Screen Shot 2016-10-02 at 9.54.13 PM

 

Why Valentine’s Day can make you feel Anxious

170112799Valentine’s day is a day dedicated to celebrating LOVE with those closest to you. However, for a lot of us without relationships this can be a day filled with fear, anxiety, and sadness because we might feel like we don’t have anyone to celebrate with. Even for those of us in a relationship, this day may create a lot of stress and anxiety. It can be confusing to have these thoughts and feelings when you are in a happy relationship and feel pressured to be happy and exude feelings of love. I will be exploring some of the reasons for these thoughts and suggesting ways to combat them to prevent them from becoming harmful to you/your partner.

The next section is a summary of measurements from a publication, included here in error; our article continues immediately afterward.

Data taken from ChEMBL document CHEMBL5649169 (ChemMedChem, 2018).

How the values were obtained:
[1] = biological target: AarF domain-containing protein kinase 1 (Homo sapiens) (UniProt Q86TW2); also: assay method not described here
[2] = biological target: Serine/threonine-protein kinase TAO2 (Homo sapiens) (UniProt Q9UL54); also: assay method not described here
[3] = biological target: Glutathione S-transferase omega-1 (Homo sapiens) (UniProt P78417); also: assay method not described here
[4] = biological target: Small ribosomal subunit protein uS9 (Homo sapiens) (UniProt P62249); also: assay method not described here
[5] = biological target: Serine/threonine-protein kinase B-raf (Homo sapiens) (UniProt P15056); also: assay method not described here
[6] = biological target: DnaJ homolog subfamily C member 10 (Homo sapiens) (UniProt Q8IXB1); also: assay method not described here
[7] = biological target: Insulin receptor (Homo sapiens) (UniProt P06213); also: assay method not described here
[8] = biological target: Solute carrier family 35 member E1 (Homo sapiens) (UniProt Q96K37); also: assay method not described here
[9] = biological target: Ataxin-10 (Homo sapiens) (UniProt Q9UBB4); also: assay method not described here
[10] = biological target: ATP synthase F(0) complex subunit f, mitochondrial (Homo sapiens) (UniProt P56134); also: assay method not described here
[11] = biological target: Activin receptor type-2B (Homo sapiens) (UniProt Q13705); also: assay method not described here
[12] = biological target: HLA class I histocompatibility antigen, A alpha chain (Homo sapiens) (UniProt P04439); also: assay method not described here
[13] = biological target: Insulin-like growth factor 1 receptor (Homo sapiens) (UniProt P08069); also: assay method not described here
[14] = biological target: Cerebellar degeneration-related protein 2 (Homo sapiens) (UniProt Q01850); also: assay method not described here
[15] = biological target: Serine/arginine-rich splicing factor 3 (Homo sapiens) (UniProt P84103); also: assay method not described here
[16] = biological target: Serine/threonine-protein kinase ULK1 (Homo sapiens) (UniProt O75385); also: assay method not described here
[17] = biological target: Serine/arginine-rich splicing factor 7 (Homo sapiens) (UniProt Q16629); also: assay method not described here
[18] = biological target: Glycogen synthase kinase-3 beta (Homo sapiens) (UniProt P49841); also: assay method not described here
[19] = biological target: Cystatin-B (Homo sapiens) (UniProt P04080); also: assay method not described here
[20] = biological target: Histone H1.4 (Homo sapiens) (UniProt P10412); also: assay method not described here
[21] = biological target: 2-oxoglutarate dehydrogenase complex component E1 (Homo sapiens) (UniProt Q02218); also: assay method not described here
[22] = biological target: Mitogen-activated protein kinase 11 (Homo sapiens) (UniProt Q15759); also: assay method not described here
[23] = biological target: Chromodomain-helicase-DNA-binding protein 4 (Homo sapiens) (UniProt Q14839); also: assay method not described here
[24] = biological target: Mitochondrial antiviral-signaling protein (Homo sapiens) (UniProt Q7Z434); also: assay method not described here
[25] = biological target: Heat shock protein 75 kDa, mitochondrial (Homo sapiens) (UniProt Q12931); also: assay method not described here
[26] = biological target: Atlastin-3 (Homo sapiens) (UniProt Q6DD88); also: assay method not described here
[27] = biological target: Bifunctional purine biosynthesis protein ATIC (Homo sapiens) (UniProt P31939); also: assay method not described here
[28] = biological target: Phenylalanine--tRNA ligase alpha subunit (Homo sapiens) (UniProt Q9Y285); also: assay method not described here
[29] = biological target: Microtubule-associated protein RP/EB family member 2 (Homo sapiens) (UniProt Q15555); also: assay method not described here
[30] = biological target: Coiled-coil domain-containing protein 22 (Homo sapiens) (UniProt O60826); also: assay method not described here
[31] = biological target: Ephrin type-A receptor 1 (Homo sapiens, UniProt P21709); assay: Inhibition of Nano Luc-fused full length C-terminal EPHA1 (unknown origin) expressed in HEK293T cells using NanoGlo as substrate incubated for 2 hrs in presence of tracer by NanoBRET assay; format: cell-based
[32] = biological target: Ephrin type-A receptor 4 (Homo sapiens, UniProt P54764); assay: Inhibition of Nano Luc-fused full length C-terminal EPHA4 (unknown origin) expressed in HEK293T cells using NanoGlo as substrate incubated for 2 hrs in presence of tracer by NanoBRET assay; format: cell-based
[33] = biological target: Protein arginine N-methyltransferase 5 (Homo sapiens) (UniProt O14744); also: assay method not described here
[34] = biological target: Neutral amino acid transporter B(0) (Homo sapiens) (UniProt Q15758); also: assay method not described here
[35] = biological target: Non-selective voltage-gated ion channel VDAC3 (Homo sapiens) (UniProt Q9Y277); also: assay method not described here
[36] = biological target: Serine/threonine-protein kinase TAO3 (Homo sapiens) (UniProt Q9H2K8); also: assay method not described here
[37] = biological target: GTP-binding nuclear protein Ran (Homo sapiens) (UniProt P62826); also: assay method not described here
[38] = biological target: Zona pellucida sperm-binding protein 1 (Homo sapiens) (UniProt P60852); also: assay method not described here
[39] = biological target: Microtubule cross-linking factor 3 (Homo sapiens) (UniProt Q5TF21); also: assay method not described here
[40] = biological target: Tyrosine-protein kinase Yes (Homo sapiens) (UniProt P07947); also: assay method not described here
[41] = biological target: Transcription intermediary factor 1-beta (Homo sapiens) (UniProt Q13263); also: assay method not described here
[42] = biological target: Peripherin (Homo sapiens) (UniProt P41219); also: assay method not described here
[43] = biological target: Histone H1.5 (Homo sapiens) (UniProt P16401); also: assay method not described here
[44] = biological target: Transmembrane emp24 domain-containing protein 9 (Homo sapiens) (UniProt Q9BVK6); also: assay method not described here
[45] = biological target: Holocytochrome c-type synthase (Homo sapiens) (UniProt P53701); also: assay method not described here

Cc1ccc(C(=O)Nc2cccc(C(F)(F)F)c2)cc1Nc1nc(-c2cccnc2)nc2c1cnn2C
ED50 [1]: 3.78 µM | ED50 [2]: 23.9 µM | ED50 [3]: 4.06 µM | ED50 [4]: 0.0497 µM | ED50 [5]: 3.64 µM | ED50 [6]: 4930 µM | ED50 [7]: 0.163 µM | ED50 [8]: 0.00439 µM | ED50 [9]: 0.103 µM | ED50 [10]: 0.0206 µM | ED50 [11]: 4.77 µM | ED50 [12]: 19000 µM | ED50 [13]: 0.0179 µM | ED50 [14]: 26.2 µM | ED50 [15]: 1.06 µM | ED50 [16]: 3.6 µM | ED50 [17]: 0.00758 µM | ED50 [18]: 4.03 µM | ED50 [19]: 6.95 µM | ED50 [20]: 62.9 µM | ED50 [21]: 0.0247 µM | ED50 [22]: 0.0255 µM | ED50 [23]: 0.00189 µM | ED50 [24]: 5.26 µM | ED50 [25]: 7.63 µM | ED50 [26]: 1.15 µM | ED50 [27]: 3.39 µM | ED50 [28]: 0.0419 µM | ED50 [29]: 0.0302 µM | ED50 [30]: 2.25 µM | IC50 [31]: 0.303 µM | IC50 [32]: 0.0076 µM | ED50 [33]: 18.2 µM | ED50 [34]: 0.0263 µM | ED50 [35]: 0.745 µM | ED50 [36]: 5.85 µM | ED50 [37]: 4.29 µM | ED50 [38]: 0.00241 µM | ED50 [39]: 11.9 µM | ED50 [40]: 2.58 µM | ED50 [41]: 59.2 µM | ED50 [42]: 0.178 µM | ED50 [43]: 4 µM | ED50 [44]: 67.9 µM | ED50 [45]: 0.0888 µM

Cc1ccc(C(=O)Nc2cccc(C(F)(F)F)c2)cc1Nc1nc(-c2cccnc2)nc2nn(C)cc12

1. You FEEL pressured to be a perfect couple and have the PERFECT date.

Both in the mass media and on our social media feeds we are constantly being flooded with pictures and images of ‘happy’ couples, decadent gifts, extravagant dates, etc. These images can make us feel like we need to live up to these standards in order for our relationship to be worth something. Trying to live up to these high standards is unrealistic and can be a source of stress and anxiety. Just as in other aspects of the media, the misconceived notion that happiness is about money and material wealth is a lie. I encourage you to stay true to yourself and your partner and do something you both want/love to do, rather than trying to show the world how ‘perfect’ your relationship is. That could mean going to the movies, going out for dinner, or even staying in and ordering a pizza in your PJ’s. At the end of the day, whatever you end up choosing, you will always have fun together!

2. You FEEL pressured to show your loved one you care.